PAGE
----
When shipping's down, lay that ship up

Christer Sjodoff

TEXT OF INTERVIEW

Kai Ryssdal: One of our favorite, if more obscure, economic indicators fell again today. The Baltic Dry Index dropped almost a percent and a half. It's a pretty reliable indicator of the price of -- and so the demand for -- shipping dry goods by sea. As the falling Baltic Dry tells you, a lot of the ships that are usually moving all that stuff around the world aren't anymore. So earlier today we got Chris Sjodoff on the phone from Dubai, over in the U.A.E. He's with the world-wide ship service company GAC there, and we asked him what you do with all those empty boats.

CHRIS SJODOFF: Basically what you do for a longer term lay-up is that you try to conserve the ship in a very good way, so that it is in good shape, and it comes out into active duty again.

Ryssdal: What does it mean to lay-up a ship? You let the crew go, you shut down the machinery and then you park it some place, I guess, right?

SJODOFF: Yeah, you have different ways of laying up a ship. You have what is called hot ship lay-ups and you have cold ship lay-ups. If you lay-up a ship in a so-called hot lay-up then you maintain the crew. Normally you do that up to 12 months of time. If you go beyond a year, I'd say up to five years, then it's called a cold lay-up. And then normally you don't have crew on board. And the longer you lay it up, the longer time it will take you to reactivate a ship after it has been laid up.

Ryssdal: It seems like an extraordinary amount of time to take a capital asset like a ship out of circulation, even 12 months. I mean, that's just, it's a huge piece of machinery you're taking out of the global-trade equation.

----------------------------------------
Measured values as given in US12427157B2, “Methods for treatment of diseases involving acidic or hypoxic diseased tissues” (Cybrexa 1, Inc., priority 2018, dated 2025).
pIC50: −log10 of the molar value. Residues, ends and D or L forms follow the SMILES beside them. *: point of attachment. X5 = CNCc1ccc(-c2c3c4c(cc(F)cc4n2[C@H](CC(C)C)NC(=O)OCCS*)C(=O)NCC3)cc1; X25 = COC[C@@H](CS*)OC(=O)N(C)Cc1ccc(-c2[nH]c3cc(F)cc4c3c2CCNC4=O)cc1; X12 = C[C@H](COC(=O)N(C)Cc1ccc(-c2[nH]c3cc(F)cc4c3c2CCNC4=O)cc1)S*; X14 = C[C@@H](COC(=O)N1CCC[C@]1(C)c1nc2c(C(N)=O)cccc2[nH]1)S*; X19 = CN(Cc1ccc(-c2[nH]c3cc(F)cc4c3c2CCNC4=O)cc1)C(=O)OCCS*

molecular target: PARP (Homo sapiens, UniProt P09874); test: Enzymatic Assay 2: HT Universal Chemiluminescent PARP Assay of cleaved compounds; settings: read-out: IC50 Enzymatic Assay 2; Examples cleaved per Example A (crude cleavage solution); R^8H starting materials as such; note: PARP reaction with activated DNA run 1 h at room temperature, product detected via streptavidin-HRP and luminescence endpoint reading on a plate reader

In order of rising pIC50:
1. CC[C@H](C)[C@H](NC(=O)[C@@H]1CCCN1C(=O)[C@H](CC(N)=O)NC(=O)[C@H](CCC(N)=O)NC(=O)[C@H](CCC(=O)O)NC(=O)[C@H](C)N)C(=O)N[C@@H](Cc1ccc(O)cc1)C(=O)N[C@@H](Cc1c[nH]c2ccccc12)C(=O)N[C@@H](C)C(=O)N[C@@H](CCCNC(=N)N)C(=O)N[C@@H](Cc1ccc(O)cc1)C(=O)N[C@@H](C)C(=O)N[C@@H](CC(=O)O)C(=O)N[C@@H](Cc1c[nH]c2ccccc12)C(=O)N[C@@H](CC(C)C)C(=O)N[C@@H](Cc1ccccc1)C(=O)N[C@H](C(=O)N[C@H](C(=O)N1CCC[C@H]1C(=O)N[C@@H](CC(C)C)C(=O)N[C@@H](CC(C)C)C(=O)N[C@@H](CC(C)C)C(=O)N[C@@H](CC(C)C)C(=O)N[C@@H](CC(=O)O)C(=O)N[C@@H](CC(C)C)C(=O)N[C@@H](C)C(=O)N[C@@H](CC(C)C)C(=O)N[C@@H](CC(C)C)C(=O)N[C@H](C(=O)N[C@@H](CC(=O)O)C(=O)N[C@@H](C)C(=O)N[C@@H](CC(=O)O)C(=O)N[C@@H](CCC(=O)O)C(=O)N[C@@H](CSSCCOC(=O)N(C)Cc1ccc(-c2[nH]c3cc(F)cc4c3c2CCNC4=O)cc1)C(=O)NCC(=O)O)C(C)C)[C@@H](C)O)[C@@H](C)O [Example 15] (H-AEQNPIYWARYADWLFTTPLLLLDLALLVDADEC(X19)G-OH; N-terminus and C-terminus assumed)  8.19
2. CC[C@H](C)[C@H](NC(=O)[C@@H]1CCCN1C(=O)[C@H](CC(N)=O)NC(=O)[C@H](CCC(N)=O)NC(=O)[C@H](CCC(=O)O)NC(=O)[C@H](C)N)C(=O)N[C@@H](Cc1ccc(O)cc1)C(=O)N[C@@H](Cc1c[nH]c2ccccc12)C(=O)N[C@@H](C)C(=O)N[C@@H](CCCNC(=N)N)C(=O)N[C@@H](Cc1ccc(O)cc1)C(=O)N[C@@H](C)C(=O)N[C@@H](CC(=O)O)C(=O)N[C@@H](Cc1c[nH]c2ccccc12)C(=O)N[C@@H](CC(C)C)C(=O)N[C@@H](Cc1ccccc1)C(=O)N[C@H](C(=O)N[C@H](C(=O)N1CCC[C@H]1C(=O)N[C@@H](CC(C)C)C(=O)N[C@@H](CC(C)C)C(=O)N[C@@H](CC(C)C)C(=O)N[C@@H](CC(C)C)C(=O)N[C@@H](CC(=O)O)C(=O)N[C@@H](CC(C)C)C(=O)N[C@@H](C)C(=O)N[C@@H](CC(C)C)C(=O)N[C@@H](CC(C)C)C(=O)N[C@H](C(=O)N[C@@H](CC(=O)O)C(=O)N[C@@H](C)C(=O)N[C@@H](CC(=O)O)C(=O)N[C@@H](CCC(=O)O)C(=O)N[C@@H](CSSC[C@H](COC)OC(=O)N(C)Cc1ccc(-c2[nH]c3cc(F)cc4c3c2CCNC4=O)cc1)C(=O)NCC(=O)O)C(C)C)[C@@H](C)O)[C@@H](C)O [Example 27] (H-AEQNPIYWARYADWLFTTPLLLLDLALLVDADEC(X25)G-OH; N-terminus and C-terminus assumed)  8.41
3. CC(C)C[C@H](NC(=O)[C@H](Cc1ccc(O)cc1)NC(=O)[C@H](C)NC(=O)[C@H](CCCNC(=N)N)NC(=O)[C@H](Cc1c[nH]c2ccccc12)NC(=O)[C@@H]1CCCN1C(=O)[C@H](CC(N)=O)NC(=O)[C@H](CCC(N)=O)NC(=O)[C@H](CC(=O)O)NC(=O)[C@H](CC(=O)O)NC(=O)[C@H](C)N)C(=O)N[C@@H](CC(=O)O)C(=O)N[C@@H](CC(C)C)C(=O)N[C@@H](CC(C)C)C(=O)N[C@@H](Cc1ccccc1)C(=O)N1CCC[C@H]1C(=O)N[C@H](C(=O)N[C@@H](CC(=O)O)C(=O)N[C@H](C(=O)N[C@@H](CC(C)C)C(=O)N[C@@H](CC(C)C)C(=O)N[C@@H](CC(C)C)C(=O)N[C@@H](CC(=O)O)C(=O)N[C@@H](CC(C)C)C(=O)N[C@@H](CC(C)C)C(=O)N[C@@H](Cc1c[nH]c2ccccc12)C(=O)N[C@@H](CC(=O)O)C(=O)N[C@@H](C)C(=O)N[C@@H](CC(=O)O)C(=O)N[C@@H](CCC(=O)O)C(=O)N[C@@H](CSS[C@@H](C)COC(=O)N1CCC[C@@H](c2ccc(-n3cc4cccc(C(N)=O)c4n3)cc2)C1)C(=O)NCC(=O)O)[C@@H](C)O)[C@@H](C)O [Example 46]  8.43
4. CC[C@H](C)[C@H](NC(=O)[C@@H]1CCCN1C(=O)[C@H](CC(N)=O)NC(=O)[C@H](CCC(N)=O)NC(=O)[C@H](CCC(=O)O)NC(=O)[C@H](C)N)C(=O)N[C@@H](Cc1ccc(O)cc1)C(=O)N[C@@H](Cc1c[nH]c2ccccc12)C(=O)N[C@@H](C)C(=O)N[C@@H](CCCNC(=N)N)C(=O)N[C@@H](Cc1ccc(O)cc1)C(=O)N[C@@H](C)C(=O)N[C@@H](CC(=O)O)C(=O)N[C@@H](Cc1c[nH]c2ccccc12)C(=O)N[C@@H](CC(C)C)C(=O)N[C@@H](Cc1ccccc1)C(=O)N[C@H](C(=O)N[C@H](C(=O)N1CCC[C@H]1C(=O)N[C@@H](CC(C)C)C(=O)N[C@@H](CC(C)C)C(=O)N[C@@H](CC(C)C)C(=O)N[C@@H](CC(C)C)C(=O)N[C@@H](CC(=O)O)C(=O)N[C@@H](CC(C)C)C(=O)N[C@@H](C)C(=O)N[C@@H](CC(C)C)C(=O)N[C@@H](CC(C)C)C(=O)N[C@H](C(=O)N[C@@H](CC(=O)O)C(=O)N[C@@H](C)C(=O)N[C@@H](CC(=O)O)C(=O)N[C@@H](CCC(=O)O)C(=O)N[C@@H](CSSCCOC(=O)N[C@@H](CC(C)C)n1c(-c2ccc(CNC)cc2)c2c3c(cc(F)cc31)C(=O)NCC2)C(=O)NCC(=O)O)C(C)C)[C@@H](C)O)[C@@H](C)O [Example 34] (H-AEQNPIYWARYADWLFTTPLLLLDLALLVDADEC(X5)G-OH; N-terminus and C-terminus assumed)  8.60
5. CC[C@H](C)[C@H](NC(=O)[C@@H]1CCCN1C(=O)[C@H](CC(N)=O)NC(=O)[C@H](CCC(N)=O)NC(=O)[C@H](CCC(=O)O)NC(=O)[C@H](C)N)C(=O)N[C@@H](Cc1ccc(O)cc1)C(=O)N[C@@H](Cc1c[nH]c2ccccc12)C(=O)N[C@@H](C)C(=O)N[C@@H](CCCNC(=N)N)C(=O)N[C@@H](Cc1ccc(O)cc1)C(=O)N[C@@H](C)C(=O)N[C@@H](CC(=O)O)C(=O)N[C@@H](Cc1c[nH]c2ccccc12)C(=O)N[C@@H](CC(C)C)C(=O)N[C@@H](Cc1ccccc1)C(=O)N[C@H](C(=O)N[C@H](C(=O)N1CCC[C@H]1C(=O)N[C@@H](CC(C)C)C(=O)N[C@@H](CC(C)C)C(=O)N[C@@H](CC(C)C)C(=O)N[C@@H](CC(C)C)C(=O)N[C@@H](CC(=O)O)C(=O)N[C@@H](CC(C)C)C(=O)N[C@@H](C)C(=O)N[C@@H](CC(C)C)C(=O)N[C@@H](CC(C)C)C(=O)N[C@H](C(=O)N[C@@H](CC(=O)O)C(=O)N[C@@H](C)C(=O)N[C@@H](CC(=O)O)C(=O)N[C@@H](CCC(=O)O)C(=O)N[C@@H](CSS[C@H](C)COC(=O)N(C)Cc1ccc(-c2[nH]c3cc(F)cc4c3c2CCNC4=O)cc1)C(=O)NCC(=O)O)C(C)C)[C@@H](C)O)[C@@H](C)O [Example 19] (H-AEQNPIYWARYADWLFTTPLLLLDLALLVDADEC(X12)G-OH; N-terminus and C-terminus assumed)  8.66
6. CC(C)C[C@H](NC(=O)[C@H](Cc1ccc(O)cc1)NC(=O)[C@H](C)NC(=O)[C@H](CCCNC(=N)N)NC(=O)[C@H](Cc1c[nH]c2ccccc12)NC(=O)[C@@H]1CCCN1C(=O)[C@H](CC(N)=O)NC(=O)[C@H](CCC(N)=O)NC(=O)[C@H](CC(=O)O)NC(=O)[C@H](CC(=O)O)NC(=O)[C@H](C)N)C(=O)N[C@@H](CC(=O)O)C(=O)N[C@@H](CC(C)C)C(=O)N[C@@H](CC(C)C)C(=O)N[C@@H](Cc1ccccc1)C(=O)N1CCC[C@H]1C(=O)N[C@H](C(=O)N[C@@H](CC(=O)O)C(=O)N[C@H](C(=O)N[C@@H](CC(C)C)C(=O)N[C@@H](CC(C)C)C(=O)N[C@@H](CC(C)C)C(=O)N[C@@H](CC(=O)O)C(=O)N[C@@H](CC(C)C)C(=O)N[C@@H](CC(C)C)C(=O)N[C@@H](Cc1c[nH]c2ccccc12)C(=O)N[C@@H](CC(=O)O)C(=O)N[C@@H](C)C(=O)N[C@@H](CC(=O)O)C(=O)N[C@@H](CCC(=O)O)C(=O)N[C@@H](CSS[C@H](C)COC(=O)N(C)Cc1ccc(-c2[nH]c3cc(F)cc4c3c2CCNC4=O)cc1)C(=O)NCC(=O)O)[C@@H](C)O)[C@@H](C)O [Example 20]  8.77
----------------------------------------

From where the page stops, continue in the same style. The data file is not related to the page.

SJODOFF: It's a lot of things to reactivate. Not only the main machine, you have axillary machines. You have a lot of electronics on board. It's a lot of things. And then you have the cargo holds, you can have cranes on board. It's quite a massive piece of equipment.

Ryssdal: Well, let's say you wanted to lay something in Asia. A medium-sized cargo container. How much might that run a company?

SJODOFF: The cost of laying up the ship is one thing. Then you have authorities who take up port charges and such. It's hard to give a good answer to that. It could be $20 to $40,000 for a 2,000 container ship. Again, it's very much depending on the location and what type of lay-up you're going for. It could be more. It could me less.

Ryssdal: When was the last time we saw ships in this quantity being taken out of service?

SJODOFF: Well, last time you had a large number of ships being laid up was in the 70's. Ships were laid up from 1973 to 1975. Some were taken out of hibernation in 1984, 85, so that was up to 10 years later. This time, with the action from all kinds of elements from around the world, everybody hopes it's going to go a lot faster than that. And we are shipping agents. We want to see ships trade. We want to take care of ships going in and out of ports around the world. But of course, when things like this happen we have to be there for our clients, and we try to find solutions for these types as well.

Ryssdal: Chris Sjodoff is a vice president with GAC Corporation. They're a ship-service company. We reached him from Dubai. Mr. Sjodoff, thanks so much for your time.

SJODOFF: Thank you very much.

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